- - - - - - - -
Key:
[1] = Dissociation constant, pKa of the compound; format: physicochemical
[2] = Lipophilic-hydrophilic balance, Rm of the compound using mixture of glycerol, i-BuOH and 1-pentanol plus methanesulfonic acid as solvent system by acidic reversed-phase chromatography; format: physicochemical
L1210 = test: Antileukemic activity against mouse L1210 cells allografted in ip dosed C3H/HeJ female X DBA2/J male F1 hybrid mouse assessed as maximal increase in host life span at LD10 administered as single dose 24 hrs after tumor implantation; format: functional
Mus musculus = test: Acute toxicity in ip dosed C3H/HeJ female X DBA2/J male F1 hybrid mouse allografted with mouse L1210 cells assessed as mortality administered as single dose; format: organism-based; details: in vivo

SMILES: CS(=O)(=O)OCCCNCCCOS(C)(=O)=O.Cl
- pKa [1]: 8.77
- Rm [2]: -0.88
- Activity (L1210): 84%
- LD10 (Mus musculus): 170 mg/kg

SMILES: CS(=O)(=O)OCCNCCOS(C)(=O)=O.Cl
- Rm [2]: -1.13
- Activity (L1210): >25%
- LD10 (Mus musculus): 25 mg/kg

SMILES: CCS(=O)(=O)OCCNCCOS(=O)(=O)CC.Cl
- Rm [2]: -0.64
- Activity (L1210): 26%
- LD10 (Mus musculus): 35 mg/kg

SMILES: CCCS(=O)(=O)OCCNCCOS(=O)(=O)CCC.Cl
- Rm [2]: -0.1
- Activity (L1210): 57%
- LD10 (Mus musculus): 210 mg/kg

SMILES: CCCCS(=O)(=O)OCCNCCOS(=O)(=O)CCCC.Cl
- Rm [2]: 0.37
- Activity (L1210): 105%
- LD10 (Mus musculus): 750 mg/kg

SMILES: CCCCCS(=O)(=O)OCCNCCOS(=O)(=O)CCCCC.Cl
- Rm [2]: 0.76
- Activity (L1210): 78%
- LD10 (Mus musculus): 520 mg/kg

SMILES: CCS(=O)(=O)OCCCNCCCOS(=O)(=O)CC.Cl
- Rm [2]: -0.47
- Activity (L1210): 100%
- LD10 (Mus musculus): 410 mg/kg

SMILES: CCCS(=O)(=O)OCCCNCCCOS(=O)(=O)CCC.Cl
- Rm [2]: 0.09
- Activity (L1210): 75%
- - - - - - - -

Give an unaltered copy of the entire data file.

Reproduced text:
Key:
[1] = Dissociation constant, pKa of the compound; format: physicochemical
[2] = Lipophilic-hydrophilic balance, Rm of the compound using mixture of glycerol, i-BuOH and 1-pentanol plus methanesulfonic acid as solvent system by acidic reversed-phase chromatography; format: physicochemical
L1210 = test: Antileukemic activity against mouse L1210 cells allografted in ip dosed C3H/HeJ female X DBA2/J male F1 hybrid mouse assessed as maximal increase in host life span at LD10 administered as single dose 24 hrs after tumor implantation; format: functional
Mus musculus = test: Acute toxicity in ip dosed C3H/HeJ female X DBA2/J male F1 hybrid mouse allografted with mouse L1210 cells assessed as mortality administered as single dose; format: organism-based; details: in vivo

SMILES: CS(=O)(=O)OCCCNCCCOS(C)(=O)=O.Cl
- pKa [1]: 8.77
- Rm [2]: -0.88
- Activity (L1210): 84%
- LD10 (Mus musculus): 170 mg/kg

SMILES: CS(=O)(=O)OCCNCCOS(C)(=O)=O.Cl
- Rm [2]: -1.13
- Activity (L1210): >25%
- LD10 (Mus musculus): 25 mg/kg

SMILES: CCS(=O)(=O)OCCNCCOS(=O)(=O)CC.Cl
- Rm [2]: -0.64
- Activity (L1210): 26%
- LD10 (Mus musculus): 35 mg/kg

SMILES: CCCS(=O)(=O)OCCNCCOS(=O)(=O)CCC.Cl
- Rm [2]: -0.1
- Activity (L1210): 57%
- LD10 (Mus musculus): 210 mg/kg

SMILES: CCCCS(=O)(=O)OCCNCCOS(=O)(=O)CCCC.Cl
- Rm [2]: 0.37
- Activity (L1210): 105%
- LD10 (Mus musculus): 750 mg/kg

SMILES: CCCCCS(=O)(=O)OCCNCCOS(=O)(=O)CCCCC.Cl
- Rm [2]: 0.76
- Activity (L1210): 78%
- LD10 (Mus musculus): 520 mg/kg

SMILES: CCS(=O)(=O)OCCCNCCCOS(=O)(=O)CC.Cl
- Rm [2]: -0.47
- Activity (L1210): 100%
- LD10 (Mus musculus): 410 mg/kg

SMILES: CCCS(=O)(=O)OCCCNCCCOS(=O)(=O)CCC.Cl
- Rm [2]: 0.09
- Activity (L1210): 75%